But the good news is you don’t need to.
The large players have invested years of capital to get their strategy to 100%. We’re just looking for that high return, 20% strategy.
And in order to get there, we can and should steal ruthlessly. Stalk your direct competitors, adjacent companies, and companies you admire in completely different companies. Find the case studies, tweet threads, company blogs, industry talks, etc that break down the strategies they used.
And then combine the best of what you find to create a beautiful monster, I mean franken-strat.
I always give new PMs the same advice: fall in love with the minutiae.
We all love the exciting, whiteboard, free space, sticky note, order-in-lunch, won’t-get-prioritized-until-next-year, design thinking sessions. But honestly, I think that’s the easy part.
The best PMs focus on flawless execution: prioritized backlogs with well-groomed stories, defined sprint goals, meeting agendas, monthly one-on-ones with engineering, UAT validation processes, and documented release plans… if you’re a PM or engineer then you probably got at least a little excited reading that list.
I was ready to bring this delivery mentality to Arctype, but I quickly realized that as a leader at an early stage startup my job was not to run the machine- it’s to build the machine.
How I built a content machine
After I shared the 80/20 growth strategy with the team, we agreed that we wanted to focus on content for our first acquisition channel. We specifically focused on long-form, technical blogs.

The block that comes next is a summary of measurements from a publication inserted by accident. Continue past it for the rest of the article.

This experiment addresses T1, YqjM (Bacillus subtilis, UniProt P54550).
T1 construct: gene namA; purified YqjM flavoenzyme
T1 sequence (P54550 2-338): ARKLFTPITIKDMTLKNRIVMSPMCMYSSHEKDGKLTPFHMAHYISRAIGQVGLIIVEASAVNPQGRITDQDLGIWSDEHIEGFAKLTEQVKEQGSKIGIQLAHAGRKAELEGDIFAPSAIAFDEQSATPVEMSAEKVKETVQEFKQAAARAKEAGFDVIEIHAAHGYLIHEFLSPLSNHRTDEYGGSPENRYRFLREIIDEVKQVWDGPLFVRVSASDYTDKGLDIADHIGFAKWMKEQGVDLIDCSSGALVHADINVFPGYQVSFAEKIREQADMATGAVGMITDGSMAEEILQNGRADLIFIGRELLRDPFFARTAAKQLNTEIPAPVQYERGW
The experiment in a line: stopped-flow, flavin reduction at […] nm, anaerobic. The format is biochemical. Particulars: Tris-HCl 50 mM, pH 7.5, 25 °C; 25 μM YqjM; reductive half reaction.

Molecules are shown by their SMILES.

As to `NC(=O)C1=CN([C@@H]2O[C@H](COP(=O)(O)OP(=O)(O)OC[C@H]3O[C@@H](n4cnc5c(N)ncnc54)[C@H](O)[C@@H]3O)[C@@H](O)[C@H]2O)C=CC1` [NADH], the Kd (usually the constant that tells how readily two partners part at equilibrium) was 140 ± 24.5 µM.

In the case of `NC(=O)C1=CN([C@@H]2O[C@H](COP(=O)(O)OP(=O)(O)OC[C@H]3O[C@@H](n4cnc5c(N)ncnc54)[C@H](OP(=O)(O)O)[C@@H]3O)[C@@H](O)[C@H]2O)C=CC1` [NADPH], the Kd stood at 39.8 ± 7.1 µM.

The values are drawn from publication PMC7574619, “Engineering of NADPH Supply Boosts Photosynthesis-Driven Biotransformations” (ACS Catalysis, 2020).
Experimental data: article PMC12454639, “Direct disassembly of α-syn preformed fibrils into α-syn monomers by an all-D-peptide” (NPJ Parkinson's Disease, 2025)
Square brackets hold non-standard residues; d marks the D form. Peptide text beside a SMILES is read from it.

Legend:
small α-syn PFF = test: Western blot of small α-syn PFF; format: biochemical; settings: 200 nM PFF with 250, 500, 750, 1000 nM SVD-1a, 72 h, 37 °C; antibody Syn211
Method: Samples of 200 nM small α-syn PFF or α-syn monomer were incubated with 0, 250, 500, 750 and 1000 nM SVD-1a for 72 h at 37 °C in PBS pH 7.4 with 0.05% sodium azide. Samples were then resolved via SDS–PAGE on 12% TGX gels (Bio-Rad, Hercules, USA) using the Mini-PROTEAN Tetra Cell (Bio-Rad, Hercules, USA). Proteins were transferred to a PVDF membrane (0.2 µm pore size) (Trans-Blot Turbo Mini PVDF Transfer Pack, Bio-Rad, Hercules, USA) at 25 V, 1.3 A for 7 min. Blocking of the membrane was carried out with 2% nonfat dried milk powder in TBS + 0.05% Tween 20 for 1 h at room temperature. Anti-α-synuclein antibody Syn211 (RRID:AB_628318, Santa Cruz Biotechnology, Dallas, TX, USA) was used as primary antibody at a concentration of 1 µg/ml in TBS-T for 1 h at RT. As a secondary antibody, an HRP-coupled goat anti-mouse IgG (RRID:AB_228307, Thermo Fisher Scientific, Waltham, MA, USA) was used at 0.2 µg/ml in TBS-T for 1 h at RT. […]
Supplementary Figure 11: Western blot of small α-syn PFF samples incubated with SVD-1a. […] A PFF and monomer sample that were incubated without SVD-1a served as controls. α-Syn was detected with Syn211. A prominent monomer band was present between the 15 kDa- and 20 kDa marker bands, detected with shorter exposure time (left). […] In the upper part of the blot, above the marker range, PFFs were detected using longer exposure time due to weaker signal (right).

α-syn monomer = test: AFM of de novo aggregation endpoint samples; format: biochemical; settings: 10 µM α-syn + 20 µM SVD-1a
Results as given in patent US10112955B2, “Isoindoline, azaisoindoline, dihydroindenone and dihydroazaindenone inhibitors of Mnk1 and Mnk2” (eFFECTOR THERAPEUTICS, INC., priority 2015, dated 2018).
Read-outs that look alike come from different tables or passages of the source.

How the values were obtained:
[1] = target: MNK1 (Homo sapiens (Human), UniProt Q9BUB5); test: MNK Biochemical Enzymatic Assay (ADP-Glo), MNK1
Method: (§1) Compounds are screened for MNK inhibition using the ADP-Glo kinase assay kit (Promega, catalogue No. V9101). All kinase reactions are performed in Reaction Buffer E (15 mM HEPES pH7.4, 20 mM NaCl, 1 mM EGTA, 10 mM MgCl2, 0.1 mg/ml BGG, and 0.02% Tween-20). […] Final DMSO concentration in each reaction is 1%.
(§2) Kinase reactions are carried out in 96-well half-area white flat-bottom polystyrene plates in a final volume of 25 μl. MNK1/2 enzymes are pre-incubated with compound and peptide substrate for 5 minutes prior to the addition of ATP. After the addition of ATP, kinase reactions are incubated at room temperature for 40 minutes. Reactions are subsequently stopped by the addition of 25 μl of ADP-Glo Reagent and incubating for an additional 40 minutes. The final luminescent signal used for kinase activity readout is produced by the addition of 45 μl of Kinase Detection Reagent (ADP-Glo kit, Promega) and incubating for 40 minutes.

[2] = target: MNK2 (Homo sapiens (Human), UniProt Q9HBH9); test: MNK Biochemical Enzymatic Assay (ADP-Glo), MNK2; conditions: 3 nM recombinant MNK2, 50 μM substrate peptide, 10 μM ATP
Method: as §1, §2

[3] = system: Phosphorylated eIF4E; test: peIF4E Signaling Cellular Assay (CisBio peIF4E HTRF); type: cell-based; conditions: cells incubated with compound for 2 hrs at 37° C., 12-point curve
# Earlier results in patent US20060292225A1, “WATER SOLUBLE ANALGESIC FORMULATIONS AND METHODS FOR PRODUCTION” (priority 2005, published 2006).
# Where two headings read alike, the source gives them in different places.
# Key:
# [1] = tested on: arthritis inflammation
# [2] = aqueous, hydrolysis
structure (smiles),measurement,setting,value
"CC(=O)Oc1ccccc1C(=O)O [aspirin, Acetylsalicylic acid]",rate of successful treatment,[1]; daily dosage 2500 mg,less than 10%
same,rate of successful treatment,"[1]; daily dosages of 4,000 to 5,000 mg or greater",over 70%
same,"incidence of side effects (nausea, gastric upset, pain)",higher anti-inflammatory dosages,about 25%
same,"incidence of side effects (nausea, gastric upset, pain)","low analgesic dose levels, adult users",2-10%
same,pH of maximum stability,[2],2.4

There were a lot of things that had to come together: writing, timelines, editing, publishing, distributing, analytics, etc.
I started with the mentality that I could write the blogs myself, but the CEO pushed me to create a more sustainable model.
This is how I switched from being an operator to creating a content machine:
After setting up the processes, make sure you run through at least one iteration yourself. Putting the machine through a QA cycle will help you find any major bugs and potential improvements before you ask someone else to use it.
But once everything is done and calibrated, now you can hire anyone and start consistently producing high-quality outputs.
“If you’re not embarrassed by the first version of your product, then you’ve launched too late” — Reed Hoffman, founder of LinkedIn
On my first day, the CEO asked me to give weekly updates on key metrics. This was a fantastic forcing function to deliver outputs early and often.
If you’re expected to improve a metric in the next 7 days, you can’t afford to not ship something. And as you can see in the graph above, sometimes even when I did ship something it wouldn’t improve any metrics. But that didn’t matter.
Those early articles taught me valuable lessons about what people wanted to read, how to work with writers, and where we needed to distribute.
And from there, you can see by our third post we had finally found the right mix of ingredients to drive results.
If we had waited until our content strategy was perfect and every part of the content machine was complete, then that first post would probably still be unpublished.
I started with near 0 knowledge about marketing, and in ~4 weeks I was able to increase traffic to the Arctype site by 300% by following the Franken-strat:
My first month at Arctype has been an amazing learning experience. If you’re interested in learning more about driving growth at a startup, follow me on Twitter @lofiderek or join my monthly newsletter - Shipped (where I also published this story).